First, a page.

Review by Melissa Frederick
A lot of effort has gone into the publication of Ann Putnam’s memoir Full Moon at Noontide: A Daughter’s Last Goodbye (University of Iowa Press, 2015). Six years before it came out in the current paperback edition, the book was released in hardback by a different university press. There are not one, but two prefatory essays by famous doctors introducing readers to Putnam’s work, as well as a long list of glowing blurbs from highly pedigreed literary figures, including a National Book Award winner and an editor of The Norton Anthology of American Literature.
It’s too bad Full Moon at Noontide isn’t a better book.
Putnam’s memoir is an extended account of her parents’ and uncle’s final years together after her father suffers a debilitating stroke. Her uncle Henry is her father’s identical twin; when the story begins, Henry and Putnam’s parents have lived as a threesome for over twenty years. The aftermath of the stroke sets off a cascade of health problems, anxiety, fear, and upheaval that leads more or less directly to the deaths of all three family members. Also, in a cruel twist that would be completely implausible if it happened in fiction, Putnam’s husband dies of cancer as she’s finishing the manuscript. This new loss overshadows the painfully slow decline of the earlier three—a subtle reminder that the process of yielding up a loved one to death can happen at any time, even when we’re still recuperating from the last cycle.
The problem with Putnam’s book lies in the strange, plodding, almost tenacious way the plot focuses on the details of her parents’ and uncle’s deterioration. The “long goodbye” mentioned in the book’s subtitle is exactly that—a book-length account of the Cunningham family’s death march, including every medical emergency, slip and fall, unexpected bleed, moment of confusion, stubborn insistence on clinging to the past, careless doctor’s remark, and personal indignity along the way. The emotional tone created by the narrative is one of constant dread. Each chapter coincides with one large or small emotionally traumatic event—the father’s stroke, the wedding where all three family members fall, the move to a retirement community, a series of hospitalizations over the course of a few days—and each is punctuated by Putnam bellowing at the universe for making her parents endure such misery.
This is not to say, of course, that these feelings of despair and soul-shattering rage are unfit for a memoir about death. Far from it: a true tale of any death would be dishonest if it didn’t incorporate the ugly realities of grieving. But a memoir that only describes the awful moments of a person’s last days creates an equally unrealistic picture of what life is like when one is actively dying. By making the story so uniformly bleak, Putnam reduces her mother, father, and uncle to one-dimensional sufferers moving through perpetual twilight, barren and bland and broken only by an occasional bittersweet reflection on the way life used to be.
For me, this can’t be the only lesson learned from a loved one’s prolonged descent into death. Even when it’s slowly bleeding away, life always seems to find an out so that other emotions—desire, giddiness, even pleasure—come to the fore. In my experience, waiting through severe illness or another’s declining health can bring everyone together. It can make you see the world in a different way, feel the solidity of your own body, or give you the freedom to laugh like a maniac. You and your fellow sufferers become soldiers in a theater of the absurd. The experience can be profound and life affirming as much as it is sad.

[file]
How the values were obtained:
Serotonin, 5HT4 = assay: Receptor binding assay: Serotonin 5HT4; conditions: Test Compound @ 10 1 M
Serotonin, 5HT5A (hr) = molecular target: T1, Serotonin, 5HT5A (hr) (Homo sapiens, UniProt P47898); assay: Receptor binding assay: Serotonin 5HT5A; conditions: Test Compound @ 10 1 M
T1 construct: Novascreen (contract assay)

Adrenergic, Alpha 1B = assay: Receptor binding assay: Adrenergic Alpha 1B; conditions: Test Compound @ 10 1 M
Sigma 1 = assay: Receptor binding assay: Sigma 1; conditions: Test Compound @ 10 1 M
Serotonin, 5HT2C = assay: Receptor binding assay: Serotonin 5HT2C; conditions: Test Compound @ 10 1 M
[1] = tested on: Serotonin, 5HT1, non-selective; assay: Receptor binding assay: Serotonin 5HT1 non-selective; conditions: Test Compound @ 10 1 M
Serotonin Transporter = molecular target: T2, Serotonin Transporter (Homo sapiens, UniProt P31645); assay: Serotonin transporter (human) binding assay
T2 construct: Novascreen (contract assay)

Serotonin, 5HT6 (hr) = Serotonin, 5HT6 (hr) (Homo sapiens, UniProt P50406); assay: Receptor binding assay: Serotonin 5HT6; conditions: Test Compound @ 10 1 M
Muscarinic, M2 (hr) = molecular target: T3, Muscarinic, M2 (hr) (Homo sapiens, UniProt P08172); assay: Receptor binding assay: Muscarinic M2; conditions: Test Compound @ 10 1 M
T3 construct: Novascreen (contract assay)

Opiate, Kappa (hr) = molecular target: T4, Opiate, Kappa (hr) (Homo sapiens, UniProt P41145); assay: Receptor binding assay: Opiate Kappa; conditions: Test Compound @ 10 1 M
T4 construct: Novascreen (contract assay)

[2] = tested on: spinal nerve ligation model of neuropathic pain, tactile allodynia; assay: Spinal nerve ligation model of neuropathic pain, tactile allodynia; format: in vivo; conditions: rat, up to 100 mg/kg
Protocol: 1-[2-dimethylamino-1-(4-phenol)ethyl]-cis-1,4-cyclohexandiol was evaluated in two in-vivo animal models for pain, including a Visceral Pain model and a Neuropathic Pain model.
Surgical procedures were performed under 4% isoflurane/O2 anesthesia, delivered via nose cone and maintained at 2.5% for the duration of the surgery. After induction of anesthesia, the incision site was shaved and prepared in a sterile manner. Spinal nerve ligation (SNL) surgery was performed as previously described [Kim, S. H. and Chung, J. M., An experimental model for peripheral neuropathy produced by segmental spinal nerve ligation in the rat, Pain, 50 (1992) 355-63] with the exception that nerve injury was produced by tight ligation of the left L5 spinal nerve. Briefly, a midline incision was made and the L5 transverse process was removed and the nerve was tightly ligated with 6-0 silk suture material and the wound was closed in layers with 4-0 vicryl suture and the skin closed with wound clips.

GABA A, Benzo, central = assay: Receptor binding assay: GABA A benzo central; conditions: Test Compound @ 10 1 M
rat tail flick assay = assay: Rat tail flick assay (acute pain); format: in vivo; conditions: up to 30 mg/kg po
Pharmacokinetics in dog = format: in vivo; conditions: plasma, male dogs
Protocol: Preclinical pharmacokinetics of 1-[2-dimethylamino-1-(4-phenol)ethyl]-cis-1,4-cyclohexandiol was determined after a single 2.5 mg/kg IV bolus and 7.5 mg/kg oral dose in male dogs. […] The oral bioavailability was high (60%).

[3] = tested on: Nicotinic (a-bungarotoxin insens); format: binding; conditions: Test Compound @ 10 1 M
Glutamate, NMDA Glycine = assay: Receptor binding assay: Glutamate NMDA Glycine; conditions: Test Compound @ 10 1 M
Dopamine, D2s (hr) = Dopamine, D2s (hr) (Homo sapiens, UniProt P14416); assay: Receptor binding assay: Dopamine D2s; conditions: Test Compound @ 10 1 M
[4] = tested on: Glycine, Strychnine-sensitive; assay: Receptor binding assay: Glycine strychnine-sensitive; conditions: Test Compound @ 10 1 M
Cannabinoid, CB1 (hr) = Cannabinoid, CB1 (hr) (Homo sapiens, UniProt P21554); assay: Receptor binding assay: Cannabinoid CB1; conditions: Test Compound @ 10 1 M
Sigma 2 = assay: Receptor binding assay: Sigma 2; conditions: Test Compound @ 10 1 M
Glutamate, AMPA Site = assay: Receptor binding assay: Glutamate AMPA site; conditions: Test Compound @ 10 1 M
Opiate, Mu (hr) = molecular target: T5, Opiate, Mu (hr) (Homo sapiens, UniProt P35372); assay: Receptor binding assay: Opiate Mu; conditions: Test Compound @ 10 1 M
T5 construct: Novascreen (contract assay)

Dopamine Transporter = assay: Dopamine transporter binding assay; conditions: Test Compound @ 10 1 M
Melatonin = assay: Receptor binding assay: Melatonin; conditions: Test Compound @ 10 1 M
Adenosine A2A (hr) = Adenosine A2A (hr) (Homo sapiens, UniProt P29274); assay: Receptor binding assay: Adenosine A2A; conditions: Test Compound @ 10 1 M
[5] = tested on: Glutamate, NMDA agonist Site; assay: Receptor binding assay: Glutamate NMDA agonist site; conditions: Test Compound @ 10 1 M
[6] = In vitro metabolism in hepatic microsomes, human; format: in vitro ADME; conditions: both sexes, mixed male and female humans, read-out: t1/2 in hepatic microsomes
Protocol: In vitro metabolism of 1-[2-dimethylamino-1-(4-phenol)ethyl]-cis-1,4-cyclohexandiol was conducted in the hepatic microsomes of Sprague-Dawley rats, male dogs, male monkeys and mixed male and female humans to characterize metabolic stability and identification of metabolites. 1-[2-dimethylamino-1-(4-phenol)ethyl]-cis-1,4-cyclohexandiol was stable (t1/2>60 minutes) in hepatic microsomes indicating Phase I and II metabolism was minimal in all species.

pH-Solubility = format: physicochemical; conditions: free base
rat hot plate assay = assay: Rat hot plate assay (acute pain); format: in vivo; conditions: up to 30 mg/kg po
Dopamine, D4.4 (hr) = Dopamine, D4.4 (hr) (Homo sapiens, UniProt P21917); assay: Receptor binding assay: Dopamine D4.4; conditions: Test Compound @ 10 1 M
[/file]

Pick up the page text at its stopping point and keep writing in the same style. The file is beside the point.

Of course, this may not have been how Putnam felt as she watched her once powerful and intellectual parents fade into shadows of their former selves. That’s certainly valid. But in memoir, the nuances of experience have to be probed, weighed, evaluated and analyzed—particularly when they diverge from the usual stories we like to tell ourselves (for example, that watching someone die is a purely transcendent event). Putnam’s book does none of the internal work that makes a memoir an exploration of something new and unheard of, and so instead the story reads like a rush from one disaster to the next.
This is not to say that Putnam’s book doesn’t have its moments. Her writing style can be quite lyrical. During a break from the general awfulness, Putnam describes looking out at a sunset over Puget Sound and in that description manages to capture the instant of relief that we often try to live in when things are going wrong. The final three chapters of the book are far more effective and powerful than almost everything that comes before them, and the coda about her husband’s death provides a glimpse of what she didn’t (or perhaps couldn’t) write as she put into words the earlier deaths she witnessed. Those final passages did, in fact, move me to tears and make me reflect on how I would function standing in a hospice room and waiting on a loved one’s last breath. Yet three chapters aren’t strong enough to support a 250-page narrative that has essentially told the same story over and over again: This Is Death. This Is How It Happened. As a reader, I wish Putnam had spent less time on This Is How It Happened and more time on This Is Where We Found Ourselves, or This Is What We Did Next.
Rating: 2 out of 5 stars[boxer set = “frederick”]